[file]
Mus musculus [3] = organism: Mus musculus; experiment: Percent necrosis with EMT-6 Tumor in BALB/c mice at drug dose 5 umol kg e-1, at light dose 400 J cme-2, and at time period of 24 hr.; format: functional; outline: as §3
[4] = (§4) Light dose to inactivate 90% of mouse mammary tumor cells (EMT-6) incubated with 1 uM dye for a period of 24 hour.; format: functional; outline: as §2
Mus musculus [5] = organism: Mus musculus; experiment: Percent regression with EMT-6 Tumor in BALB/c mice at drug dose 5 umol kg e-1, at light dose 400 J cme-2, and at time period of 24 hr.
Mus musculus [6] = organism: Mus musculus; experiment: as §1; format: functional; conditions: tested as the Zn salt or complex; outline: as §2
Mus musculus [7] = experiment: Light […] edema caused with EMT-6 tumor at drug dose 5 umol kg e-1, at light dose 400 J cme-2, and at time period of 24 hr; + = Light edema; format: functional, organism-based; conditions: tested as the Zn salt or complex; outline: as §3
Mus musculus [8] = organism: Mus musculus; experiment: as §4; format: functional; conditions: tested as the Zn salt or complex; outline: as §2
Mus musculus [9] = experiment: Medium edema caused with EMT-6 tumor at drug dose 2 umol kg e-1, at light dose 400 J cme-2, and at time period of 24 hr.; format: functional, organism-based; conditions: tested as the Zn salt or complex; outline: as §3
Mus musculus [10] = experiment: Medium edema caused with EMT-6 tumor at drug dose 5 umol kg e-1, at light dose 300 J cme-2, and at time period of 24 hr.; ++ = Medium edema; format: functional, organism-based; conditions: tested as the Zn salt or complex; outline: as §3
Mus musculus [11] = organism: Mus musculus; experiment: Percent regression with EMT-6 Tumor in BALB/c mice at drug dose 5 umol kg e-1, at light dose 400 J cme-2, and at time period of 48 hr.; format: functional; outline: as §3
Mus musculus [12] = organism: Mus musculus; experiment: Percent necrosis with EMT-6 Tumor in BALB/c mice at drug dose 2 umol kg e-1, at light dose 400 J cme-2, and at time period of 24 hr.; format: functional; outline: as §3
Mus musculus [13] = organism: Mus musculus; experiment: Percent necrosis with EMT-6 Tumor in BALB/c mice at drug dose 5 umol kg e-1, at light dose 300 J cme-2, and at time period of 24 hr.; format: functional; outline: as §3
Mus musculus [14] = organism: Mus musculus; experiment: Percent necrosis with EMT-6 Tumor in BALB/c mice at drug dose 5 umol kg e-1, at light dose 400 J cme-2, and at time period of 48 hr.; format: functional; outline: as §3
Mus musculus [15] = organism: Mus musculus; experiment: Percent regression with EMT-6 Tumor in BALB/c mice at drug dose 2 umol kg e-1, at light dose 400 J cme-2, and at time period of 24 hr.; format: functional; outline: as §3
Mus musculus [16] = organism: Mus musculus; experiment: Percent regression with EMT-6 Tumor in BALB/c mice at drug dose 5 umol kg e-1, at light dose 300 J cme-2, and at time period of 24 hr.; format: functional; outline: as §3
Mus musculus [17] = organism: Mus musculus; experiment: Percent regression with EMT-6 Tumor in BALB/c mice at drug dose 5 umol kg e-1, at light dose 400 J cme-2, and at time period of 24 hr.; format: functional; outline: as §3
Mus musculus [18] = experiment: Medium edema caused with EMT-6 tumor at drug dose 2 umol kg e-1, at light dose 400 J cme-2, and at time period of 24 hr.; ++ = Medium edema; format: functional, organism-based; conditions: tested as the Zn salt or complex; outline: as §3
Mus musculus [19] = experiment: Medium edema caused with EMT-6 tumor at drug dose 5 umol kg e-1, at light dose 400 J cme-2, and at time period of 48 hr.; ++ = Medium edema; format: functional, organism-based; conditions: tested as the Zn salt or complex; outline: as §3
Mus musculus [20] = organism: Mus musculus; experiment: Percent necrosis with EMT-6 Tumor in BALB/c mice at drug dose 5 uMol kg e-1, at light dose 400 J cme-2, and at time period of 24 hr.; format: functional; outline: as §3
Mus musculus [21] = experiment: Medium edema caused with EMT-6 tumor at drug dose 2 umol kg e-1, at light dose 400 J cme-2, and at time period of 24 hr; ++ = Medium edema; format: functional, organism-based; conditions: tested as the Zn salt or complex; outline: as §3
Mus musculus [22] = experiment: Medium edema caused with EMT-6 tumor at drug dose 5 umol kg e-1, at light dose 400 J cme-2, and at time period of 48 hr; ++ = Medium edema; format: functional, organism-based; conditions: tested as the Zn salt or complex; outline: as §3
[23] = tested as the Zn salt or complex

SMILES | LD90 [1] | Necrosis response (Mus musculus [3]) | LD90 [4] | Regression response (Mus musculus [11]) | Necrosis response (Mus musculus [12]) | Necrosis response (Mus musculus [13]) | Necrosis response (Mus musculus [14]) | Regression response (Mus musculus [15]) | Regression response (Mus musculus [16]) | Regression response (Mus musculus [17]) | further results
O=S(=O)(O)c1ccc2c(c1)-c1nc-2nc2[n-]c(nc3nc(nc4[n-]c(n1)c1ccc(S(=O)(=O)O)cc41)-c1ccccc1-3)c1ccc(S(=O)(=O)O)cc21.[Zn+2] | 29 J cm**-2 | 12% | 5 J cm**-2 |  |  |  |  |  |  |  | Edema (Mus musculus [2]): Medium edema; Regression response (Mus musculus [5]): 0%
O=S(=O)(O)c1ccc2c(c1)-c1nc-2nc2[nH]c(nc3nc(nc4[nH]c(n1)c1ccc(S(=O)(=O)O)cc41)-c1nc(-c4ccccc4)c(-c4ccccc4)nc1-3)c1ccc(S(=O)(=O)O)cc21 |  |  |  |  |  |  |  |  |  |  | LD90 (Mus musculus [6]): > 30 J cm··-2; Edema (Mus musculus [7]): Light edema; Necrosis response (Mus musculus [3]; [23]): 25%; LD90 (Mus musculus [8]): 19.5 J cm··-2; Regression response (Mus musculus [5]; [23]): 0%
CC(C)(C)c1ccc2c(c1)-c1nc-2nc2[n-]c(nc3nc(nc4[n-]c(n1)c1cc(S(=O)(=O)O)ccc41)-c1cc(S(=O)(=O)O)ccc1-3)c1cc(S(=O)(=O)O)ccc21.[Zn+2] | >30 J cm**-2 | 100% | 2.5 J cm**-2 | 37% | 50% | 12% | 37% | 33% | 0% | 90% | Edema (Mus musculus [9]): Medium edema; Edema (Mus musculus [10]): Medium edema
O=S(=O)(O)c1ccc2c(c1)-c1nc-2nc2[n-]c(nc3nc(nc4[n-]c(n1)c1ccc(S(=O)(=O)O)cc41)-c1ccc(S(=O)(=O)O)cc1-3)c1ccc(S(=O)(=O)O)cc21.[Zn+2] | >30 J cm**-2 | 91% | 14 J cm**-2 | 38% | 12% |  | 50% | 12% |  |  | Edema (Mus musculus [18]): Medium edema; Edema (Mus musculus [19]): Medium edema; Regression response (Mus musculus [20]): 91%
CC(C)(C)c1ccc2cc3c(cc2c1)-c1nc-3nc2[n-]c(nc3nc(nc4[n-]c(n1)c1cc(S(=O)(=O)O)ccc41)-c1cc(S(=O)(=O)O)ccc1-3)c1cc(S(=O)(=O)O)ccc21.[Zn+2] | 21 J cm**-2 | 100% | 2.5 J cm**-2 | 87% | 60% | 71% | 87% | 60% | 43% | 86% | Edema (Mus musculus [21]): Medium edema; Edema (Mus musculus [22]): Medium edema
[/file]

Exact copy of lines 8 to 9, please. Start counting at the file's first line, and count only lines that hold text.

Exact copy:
Mus musculus [10] = experiment: Medium edema caused with EMT-6 tumor at drug dose 5 umol kg e-1, at light dose 300 J cme-2, and at time period of 24 hr.; ++ = Medium edema; format: functional, organism-based; conditions: tested as the Zn salt or complex; outline: as §3
Mus musculus [11] = organism: Mus musculus; experiment: Percent regression with EMT-6 Tumor in BALB/c mice at drug dose 5 umol kg e-1, at light dose 400 J cme-2, and at time period of 48 hr.; format: functional; outline: as §3